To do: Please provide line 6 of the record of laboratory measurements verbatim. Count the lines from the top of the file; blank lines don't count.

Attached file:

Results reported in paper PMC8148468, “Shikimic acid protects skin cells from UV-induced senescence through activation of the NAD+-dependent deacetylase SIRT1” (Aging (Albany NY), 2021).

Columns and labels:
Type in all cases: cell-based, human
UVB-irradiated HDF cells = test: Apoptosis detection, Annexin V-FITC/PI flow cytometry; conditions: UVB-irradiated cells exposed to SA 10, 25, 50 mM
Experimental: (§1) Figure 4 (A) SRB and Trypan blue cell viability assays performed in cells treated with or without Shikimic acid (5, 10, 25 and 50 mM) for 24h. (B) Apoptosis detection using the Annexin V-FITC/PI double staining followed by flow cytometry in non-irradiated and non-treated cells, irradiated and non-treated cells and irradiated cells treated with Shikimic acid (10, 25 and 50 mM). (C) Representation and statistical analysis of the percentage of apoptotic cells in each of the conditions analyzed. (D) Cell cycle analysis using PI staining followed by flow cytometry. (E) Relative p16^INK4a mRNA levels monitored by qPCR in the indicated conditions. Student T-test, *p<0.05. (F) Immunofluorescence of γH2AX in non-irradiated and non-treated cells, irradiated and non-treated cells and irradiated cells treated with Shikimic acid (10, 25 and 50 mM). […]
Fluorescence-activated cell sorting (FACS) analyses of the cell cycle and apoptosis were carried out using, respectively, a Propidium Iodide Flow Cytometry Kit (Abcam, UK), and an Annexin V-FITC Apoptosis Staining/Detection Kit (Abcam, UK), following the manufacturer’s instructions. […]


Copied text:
Fluorescence-activated cell sorting (FACS) analyses of the cell cycle and apoptosis were carried out using, respectively, a Propidium Iodide Flow Cytometry Kit (Abcam, UK), and an Annexin V-FITC Apoptosis Staining/Detection Kit (Abcam, UK), following the manufacturer’s instructions. […]